Fali - History and Cultural Relations



Oral traditions allude to the presence of little red men, the Gwé-Gwé or Guéwé, who supposedly occupied the land before time was reckoned. This population, which has left only a mythical memory, disappeared with the arrival of the ancestors of the oldest Fali, the Ngomma. It was they who founded the modern villages of which the most ancient, now ruined, Tìmpil, was the capital. Many accounts also allude to the Sao, who developed a brilliant civilization on the periphery of Lake Chad from the tenth to the sixteenth centuries and who, upon the destruction of their villages by the sovereign of Bornu, are thought to have taken refuge in the region. Their influence is proven by numerous necropolises composed of very characteristic tomb jars.

The first half of the eighteenth century (a date obtained by genealogical cross-checking) was marked by a large movement of populations, triggered by the arrival of two groups of southern origin, the Woptshi and the Tshalo. Their arrival also corresponds to a radical change in the type of burial. In the nineteenth century, following the Peul invasion, portions of neighboring ethnic groups (such as the Mundang, Njay, and Bata) attempted to incorporate themselves into the populations already in place.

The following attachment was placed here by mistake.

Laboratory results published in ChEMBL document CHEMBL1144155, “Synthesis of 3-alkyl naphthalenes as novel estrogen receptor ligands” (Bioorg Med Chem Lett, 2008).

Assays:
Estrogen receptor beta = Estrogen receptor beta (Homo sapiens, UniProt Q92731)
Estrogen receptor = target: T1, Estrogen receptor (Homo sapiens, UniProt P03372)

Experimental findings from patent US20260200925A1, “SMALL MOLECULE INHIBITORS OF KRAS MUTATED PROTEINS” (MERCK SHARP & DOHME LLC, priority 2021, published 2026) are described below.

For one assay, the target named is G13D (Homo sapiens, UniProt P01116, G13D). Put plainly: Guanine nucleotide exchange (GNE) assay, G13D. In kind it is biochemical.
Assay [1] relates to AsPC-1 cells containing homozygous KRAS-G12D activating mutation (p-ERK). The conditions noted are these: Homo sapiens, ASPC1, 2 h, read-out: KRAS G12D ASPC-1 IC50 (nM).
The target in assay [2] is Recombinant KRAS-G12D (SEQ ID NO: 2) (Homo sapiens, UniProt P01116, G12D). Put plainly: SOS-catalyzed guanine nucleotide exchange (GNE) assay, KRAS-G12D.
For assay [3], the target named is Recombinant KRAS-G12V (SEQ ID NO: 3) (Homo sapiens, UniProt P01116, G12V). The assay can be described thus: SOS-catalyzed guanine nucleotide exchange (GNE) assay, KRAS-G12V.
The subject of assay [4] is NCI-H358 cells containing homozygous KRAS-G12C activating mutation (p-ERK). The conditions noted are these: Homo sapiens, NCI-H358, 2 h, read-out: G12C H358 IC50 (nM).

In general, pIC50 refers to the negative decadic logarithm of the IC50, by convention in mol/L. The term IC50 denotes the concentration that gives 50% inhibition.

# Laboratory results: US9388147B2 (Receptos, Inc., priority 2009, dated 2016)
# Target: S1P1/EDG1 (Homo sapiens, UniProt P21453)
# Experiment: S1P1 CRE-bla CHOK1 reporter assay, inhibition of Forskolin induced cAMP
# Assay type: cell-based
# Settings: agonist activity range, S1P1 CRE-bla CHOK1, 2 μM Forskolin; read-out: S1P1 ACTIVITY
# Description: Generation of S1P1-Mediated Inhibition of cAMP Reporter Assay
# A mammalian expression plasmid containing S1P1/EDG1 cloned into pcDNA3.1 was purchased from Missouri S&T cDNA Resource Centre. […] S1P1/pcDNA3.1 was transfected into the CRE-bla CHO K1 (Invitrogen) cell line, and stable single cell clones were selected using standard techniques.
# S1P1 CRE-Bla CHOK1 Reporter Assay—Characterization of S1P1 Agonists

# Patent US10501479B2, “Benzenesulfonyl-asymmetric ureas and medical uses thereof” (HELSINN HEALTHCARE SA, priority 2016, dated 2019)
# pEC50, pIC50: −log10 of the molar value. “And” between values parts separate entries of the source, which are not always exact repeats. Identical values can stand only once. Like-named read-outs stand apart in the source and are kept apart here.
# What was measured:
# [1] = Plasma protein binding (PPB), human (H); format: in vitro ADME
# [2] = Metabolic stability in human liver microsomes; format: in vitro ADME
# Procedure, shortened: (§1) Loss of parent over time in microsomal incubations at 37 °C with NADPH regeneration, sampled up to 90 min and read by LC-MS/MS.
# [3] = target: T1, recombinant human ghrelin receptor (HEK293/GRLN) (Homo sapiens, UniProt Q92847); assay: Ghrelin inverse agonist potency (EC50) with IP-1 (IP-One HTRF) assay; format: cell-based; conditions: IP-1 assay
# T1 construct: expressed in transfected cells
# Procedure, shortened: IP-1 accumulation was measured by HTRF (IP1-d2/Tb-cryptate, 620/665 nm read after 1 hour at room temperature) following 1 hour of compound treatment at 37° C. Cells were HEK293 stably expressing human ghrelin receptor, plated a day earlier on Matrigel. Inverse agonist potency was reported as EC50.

In 1912 the Fali fiercely resisted the German colonizers. Under French influence (1916-1960), their territories, which were supervised but often not checked upon, consisted of independent subdivisions directly under the colonial administration (heads of subdivisions) and administered subdivisions placed more or less voluntarily under the trusteeship of Peul sultans.

Catholic and Protestant missions have had little success in making conversions. Reading and writing are taught at the village level, especially when such instruction is done as part of the Peul dependency. Primary schooling, although it scarcely touches one child out of five, is nevertheless in full swing. Some scholarships, in the form of aid to the family, permit the most gifted children access to secondary schooling, in neighboring cities. About ten brilliant successes have put Fali students into the higher-education circuit.


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